2017 - Salvador Perez - C
2016 - Mike Trout - CF
2016 - Andrew McCutchen - OF
2015 - Jimmy Rollins - SS
2015 - Kyle Seager - 3B
2015 - Mike Trout - CF
2015 - Andrew McCutchen - OF
2013 - Mike Trout - CF
2013 - Andrew McCutchen - OF
2011 - Neil Walker - 2B
2010 - Adam Jones - CF
2009 - Alex Rodriguez - 3B
2008 - Todd Helton - 1B
2008 - Jimmy Rollins - SS
2008 - Alex Rodriguez - 3B
2008 - Carlos Beltran - OF
2001 - Alex Rodriguez - SS
Seattle Mariners

2017: 108-54, 1st in AL West, Lost AL Division Series, Draft Position 26

Overview: I guess there are three questions to ask. The first is how the Mariners stack up with their rival White Sox and the Braves. My answer is that I do not know. I will talk about some relative comparisons below. So I will move onto the second question: how did the team get this good? Or, more specifically, can a team effectively build through the draft? This question is easier to answer now that Scott has put the research on the website for me.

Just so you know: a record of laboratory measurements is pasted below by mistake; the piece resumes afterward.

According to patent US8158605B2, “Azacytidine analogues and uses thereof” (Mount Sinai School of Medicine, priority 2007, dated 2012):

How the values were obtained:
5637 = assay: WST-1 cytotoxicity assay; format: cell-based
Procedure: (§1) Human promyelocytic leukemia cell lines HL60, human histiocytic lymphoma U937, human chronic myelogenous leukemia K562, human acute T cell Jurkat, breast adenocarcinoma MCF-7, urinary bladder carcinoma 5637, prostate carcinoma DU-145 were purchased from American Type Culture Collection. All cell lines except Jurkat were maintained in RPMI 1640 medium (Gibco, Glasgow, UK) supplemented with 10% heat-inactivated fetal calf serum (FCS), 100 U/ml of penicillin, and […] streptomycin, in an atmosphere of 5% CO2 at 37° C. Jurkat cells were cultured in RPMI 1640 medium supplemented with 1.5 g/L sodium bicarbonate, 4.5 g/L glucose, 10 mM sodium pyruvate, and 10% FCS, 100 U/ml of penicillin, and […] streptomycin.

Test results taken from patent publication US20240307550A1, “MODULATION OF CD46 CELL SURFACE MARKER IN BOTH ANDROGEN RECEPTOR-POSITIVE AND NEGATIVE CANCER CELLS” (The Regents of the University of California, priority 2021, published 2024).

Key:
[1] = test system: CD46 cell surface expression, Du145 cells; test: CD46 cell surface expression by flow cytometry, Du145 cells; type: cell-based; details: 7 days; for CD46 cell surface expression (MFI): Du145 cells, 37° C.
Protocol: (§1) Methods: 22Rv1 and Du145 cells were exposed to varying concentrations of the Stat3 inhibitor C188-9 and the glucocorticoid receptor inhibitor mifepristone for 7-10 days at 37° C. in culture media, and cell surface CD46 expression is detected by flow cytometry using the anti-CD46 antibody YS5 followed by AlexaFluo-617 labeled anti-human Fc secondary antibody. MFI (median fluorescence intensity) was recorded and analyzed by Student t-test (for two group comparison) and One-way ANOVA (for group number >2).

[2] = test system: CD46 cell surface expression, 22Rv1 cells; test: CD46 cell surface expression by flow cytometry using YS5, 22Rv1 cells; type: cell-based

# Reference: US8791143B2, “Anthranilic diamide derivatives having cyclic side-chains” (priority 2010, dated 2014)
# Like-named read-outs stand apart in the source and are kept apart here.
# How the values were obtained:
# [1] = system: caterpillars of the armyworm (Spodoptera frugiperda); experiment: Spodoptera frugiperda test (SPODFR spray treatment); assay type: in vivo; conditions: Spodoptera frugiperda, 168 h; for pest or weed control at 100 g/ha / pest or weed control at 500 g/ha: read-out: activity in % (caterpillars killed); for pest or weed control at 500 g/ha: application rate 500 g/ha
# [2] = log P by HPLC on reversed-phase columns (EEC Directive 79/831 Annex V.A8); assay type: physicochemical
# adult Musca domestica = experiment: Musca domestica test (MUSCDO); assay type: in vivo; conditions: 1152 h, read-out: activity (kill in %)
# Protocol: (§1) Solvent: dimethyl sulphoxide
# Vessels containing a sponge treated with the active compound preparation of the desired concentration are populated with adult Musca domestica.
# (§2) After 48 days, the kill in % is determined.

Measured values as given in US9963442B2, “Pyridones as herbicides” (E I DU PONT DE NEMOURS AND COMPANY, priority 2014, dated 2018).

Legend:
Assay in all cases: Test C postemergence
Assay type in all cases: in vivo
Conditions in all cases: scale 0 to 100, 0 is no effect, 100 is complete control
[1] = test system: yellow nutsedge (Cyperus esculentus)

The answer that the Mariners seem to give is yes if you can find a way of gathering enough picks. The Mariners have a high percentage rate of drafting good players, so it seems clear that this team is one of the best drafting teams in the league if not the best. Yet, that percentage is still not great. So, there needs to be many picks.

As far as I can tell, here are the starters for the 2018 Mariners that were drafted: 2011: Logan Morrison, 2012: Danny Duffy, Salvator Perez, 2013: Dylan Bundy, 2014: Alex Wood, Khris Davis, 2017 Trey Mancini. (Note those are all first round picks except for Mancini who was a late second round pick.) That is 7 players of 14 spots (the 9 starters in the line-up and 5 starters). That is half. It seems high, but I do not know how this compares to other teams. Also, it seems like even a bad pick can turn into a good one if you trade the player at the right moment. I have not looked at all the transactions.